Centuries ago, before the emergence of BoulderCAST, humans looked to the flora and fauna for hints about what the weather might do. For instance, before it rained, it was often observed that ants move to higher ground, cows lay down, pine cones open up, frogs croak more rapidly, and trees curl their leaves. Over the years, we began to notice other natural clues to upcoming weather, and several weather proverbs developed. From the farmers of Medieval Europe, to the Native Americans that roamed the Southwestern U.S., almost every society and region has them. We will be examining the validity of established meteorological proverbs in a new mini-series where we ask, “Fact or Fiction?”
When repeating weather proverbs, it is important to remember that they are usually based on someone’s observations and not on actual scientific studies. Because climates and weather patterns differ throughout the world, a weather proverb based on observations in one location may not be remotely valid in another. This is especially true in Colorado, as our mountains throw a wrench into most proverbs that were engineered at sea or on flat and expansive farmland.
Some proverbs arose simply from coincidence, not true weather patterns, and therefore seldom hold true. But under certain circumstances, some do have some truth to them and hold up to the meteorological standards at BoulderCAST.
We begin this series, with a very well-known weather proverb you are sure to have heard before:
This proverb actually stems from a bit of truth. Though the origins are clearly nautical, can it be applied effectively in Colorado? Several important aspects of meteorology come together for this one:
- Colorful skies at sunrise and sunset are the result of Rayleigh scattering of sunlight, a process that is more effective for blue light than red light (remember, sun light is a mixture of all colors!). When the sun is at a low angle, it passes through more of the Earth’s atmosphere. This allows more Rayleigh scattering to occur than during the rest of the day. Much of the blue light is scattered away, leaving yellows, oranges, and reds behind.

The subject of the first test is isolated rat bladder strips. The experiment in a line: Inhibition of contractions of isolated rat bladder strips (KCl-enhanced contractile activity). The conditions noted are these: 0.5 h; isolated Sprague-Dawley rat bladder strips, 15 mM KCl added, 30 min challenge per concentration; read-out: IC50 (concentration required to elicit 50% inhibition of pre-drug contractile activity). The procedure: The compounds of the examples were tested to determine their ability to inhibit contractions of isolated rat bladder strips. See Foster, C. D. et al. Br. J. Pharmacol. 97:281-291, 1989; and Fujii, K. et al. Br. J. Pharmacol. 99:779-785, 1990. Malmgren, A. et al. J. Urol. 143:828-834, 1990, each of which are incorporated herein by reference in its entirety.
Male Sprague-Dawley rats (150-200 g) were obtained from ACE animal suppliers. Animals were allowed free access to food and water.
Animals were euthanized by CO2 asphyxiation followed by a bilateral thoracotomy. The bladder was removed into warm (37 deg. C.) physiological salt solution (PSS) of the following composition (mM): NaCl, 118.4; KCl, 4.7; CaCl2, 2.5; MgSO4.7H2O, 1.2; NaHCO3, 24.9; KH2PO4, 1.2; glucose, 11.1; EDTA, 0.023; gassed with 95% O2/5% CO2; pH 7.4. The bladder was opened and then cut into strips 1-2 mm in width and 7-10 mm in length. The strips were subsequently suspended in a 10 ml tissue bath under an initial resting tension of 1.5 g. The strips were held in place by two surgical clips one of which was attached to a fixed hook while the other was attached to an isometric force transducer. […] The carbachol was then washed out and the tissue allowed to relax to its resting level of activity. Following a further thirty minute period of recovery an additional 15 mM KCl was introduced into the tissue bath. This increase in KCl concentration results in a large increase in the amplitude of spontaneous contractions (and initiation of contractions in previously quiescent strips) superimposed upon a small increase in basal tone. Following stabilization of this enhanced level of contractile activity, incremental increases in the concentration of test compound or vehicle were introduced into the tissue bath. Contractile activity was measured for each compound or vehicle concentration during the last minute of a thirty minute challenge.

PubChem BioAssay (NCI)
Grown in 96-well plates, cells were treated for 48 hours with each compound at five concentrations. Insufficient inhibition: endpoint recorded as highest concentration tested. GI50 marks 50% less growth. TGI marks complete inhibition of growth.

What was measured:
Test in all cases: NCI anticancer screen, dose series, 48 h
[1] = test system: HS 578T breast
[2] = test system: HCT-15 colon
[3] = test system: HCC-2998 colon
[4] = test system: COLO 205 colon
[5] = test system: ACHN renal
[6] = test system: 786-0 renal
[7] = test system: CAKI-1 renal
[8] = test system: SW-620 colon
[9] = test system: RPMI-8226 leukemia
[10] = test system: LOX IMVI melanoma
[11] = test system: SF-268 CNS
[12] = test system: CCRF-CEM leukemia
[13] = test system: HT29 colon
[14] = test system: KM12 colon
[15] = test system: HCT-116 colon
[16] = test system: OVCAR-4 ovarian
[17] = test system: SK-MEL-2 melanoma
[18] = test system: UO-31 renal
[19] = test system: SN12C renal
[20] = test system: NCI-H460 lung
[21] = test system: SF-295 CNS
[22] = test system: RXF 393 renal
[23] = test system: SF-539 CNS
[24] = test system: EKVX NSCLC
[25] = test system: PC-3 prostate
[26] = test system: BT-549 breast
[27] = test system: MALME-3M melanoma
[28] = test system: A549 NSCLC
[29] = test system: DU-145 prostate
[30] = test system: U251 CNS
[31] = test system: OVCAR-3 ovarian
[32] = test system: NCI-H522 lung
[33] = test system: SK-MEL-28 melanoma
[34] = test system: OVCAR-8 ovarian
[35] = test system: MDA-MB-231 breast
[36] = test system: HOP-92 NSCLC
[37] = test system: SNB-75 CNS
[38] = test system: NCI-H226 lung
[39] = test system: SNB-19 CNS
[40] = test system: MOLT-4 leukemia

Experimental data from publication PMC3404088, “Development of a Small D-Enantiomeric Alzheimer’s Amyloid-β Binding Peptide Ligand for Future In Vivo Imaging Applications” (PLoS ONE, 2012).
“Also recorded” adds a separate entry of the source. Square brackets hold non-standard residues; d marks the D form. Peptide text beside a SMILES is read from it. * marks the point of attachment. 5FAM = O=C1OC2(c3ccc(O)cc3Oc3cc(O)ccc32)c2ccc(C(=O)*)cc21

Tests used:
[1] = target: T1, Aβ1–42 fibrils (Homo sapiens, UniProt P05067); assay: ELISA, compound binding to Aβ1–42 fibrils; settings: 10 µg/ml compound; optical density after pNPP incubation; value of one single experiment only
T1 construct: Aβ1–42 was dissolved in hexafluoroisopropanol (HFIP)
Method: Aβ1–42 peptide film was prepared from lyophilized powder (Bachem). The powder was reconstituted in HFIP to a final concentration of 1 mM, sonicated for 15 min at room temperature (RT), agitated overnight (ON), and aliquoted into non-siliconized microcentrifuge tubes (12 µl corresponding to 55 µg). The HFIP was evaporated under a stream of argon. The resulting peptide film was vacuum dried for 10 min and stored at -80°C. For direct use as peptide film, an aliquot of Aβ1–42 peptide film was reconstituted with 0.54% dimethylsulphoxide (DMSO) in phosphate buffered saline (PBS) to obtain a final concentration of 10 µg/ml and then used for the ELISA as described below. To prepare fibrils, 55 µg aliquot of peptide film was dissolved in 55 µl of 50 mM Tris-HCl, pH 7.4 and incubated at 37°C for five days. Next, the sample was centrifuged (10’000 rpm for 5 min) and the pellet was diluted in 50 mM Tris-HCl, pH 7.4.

- More Rayleigh scattering occurs in a polluted, dirty atmosphere than in one that is clean and clear. This causes polluted/dirty atmospheres to make our sunsets much redder than normal.
- High pressure, which is usually associated with good weather, is often accompanied by a stable atmosphere, light winds, and very little precipitation. Under these conditions, pollution, dust, sea salt, smoke, etc. do not get mixed around or removed from the air and can build up in the atmosphere. So in general, high pressure areas will have dirtier air, and therefore, better sunsets.
- The last part of the proverb has to deal with the sun’s differing position at sunrise and sunset. No matter your location, the sun will rise in the east and set in the west. If the sky is red in the morning, high pressure is likely to your east. If you see a crimson sunset, high pressure is likely to your west. Based on the normal progression of weather in the mid-latitudes, west to east, a red morning sky means the high pressure is moving away from your location, potentially ushering in low pressure and bad weather. While a red sunset signals the approach of high pressure, and good weather.
For the Front Range, this proverb should be used with extreme caution. The Rocky Mountains, located directly to our west, prevent most weather systems from approaching us from that direction. High pressure often slides down from the Northern Plains, effectively arriving to us from the north-northeast. Further complicating things, high pressure at the surface generally brings upslope conditions to eastern Colorado (and precipitation!), while low pressure can often mean warm and sunny, but breezy downslope conditions.
The take away: don’t read too much into Colorado’s beautiful sunsets. Fortunately, you’re not a sailor stuck at sea before the invention of the internet. Just stick to BoulderCAST for all your weather forecasting needs!